The reputation of Puerto Rico East Coast precedes it. From a sub-tropical rainforest to bioluminescent bays, this is a destination for thrill-seekers. Adventure is around every corner as mountains turn to forest and forest turns to sand; the possibilities are limitless.
Puerto Rico East Coast is home to the only sub-tropical rainforest in the United States, secluded blue flag beaches and island excursions that will take you to the Guinness World Records’ brightest bioluminescent bay. Boasting adventure by land and by sea, this coast attracts travellers searching for heart-pounding experiences; whether it be extreme canyoning amongst the fauna of El Yunque, horse-back riding along picturesque beaches or diving into the underwater world of sea turtles and schools of black tang (locally known as the Caribbean piranha). These unforgettable exploits lie just a 3 hour flight away from Florida, making this the perfect island to brand your home away from home.
The fusion of Taino Indians, Spanish, African and more recently American influences, has resulted in a Puerto Rico that is rich in not only history but culture as well. This is evident in ‘La Cocina Criolla’ cuisine, which literally expresses the huge variety of traditions that come together in the recipes. The original Taian yuca and corn was introduced to novel Spanish ingredients, which included, garlic, cilantro and olives. Mixing these ingredients with the African slave trade favourite cooking technique, frying, has led to a veritable ‘melting pot’ of recipes and tradition.
Puerto Rico is not only colorful regarding its cuisine but it is also rich in its folkloric history, many stories dating back to Taian indigenous tribes. The colorful architecture is synonymous with the island’s colonial history, the pastel-colored buildings, with elaborate balconies and meandering, cobblestone streets transports you straight into Andalucian Spain.
The local festivals provide the perfect opportunity to appreciate the variety of local music. Again, Puerto Rico’s rich history has led to amalgamations and alterations of traditional instruments; the Spanish classical guitar has been edited into numerous instruments, each producing its own iconic tone and pitch. Also popular on the island are percussion instruments, synonymous with the African slave trade, such as maracas.
This varied cultural mix on Puerto Rico provides an unforgettable learning experience alongside the wealth of activities and wildlife that encompass it.
The best time to visit, along with most Caribbean islands is from December – March; this is the island’s dry season, so if you’re looking to soak up the strongest rays, this might suit you best. Having said that, Puerto Rico East Coast retains its heat all year round, afternoon showers may dampen your mood from time to time from June to November but all the same activities remain accessible and the turquoise waters stay calm. Hotels and airlines tend to lower prices during the wet season as they look to fill rooms and seats with those looking to bag a good deal.
Smaller hotels on the islands of Vieques and Culebra may close during September and October to carry out necessary maintenance and renovations; this may be something to keep in mind if you’re looking to travel in low season to avoid the crowds.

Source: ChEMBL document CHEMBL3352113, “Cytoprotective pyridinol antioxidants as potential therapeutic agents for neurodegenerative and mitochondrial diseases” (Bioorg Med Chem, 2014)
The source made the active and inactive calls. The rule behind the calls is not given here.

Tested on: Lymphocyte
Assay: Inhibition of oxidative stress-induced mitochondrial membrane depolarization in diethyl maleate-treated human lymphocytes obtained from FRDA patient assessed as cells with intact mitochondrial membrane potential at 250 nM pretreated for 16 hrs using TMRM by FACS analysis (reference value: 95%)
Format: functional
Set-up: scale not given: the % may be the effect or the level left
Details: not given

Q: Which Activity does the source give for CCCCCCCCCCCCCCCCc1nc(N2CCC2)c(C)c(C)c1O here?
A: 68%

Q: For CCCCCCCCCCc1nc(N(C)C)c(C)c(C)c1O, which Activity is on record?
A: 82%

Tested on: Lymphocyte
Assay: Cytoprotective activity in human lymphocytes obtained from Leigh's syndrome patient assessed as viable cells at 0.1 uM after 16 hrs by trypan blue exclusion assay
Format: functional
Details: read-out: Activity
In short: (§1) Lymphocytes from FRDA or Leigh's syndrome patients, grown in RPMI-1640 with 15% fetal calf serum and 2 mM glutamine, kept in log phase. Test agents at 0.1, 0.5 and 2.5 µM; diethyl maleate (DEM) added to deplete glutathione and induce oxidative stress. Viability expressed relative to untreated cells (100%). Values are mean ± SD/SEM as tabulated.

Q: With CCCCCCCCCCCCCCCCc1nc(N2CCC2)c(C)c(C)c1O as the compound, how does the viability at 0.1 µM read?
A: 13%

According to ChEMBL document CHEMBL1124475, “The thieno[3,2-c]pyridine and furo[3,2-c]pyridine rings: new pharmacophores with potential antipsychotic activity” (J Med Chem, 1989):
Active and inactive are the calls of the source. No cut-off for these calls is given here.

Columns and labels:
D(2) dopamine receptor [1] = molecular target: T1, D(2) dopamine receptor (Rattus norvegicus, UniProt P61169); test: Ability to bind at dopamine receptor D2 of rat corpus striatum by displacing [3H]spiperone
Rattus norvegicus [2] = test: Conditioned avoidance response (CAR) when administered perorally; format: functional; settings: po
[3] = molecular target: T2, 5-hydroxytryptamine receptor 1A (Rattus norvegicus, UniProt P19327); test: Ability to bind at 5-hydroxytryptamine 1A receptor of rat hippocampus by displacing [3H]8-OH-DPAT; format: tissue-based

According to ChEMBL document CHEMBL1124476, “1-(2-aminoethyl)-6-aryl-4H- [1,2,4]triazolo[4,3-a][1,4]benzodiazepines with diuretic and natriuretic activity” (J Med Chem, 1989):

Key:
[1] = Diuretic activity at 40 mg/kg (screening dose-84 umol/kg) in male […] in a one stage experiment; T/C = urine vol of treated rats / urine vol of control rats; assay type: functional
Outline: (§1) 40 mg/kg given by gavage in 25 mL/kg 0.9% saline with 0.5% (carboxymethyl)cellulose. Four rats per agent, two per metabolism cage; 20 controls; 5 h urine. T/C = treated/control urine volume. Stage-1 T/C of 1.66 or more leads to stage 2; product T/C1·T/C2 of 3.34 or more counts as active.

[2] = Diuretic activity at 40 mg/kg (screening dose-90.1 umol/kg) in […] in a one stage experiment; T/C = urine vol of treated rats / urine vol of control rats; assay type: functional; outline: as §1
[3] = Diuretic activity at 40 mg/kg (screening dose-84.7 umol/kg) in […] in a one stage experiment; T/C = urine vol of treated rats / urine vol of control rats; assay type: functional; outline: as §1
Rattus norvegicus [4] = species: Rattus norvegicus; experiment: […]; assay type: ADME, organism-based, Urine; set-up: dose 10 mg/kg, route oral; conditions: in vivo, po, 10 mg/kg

A plethora of activities await the travelling enthusiast on this sunny coastline. Town-hopping means there is a never-ending array of activities to choose from.
Rio Grande: one of the east regions’ biggest towns, Rio Grande is home to breathtaking landscapes of mountains, panoramic views and waterfalls. More notably however, this municipality is known to house the El Yunque rainforest where you can stumble upon endangered species such as the Puerto Rican parrot. For ‘El Yunque’s best kept secret’ don’t miss a hike to the Juan Diego Stream; it will lead to three magnificent waterfalls where you can jump in the water and take in your dazzling surroundings.
Fajardo: Situated on the easternmost tip of Puerto Rico, this town provides a great base for those dreaming of exploring the nearby islands. Fajardo is home to half a dozen marinas, making it the hub of sailing and catamaran chartering. Perhaps the most stunning location in Fajardo is ‘La Zanja’, a natural pool created from when the Atlantic waves crash on the rocks.
Culebra: Visiting one of the world’s top beaches, you’ll encounter a bed of fine, white sand and exotic marine life just off the coast of Fajardo. This island is a haven for wildlife enthusiasts as it serves as a habitat for seabirds and turtles at risk. The infamous Flamenco Beach is also home to the iconic rusted military tank. The uninhabited Isla Culebrita is only a water taxi ride away and is the perfect spot for a dose of escapism.
Vieques: the easiest way to access this picturesque island is by small plane from either SJU or Isla Grande airports. This island hosts the world’s brightest bioluminescent bay (Mosquito Bay), but this is just one of the astonishing highlights of this archipelago. Black Sand Beach (the hint is in the title), proposes a taste of difference from the many fine, white sand beaches on offer; this landscape is not one to miss as the black sand contrasts sharply against the golden cliffs that hold the bay in place.
Caguas: take a trip back in time to the historical and cultural centre of Puerto Rico in Caguas. This city takes its pride in keeping tradition alive so take a break from all the adventurous excitement of deep sea diving and canyoning, to wander through the ruins of an old sugar mill or immerse yourself in the culturally rich history of Puerto Rico in the city’s many museums.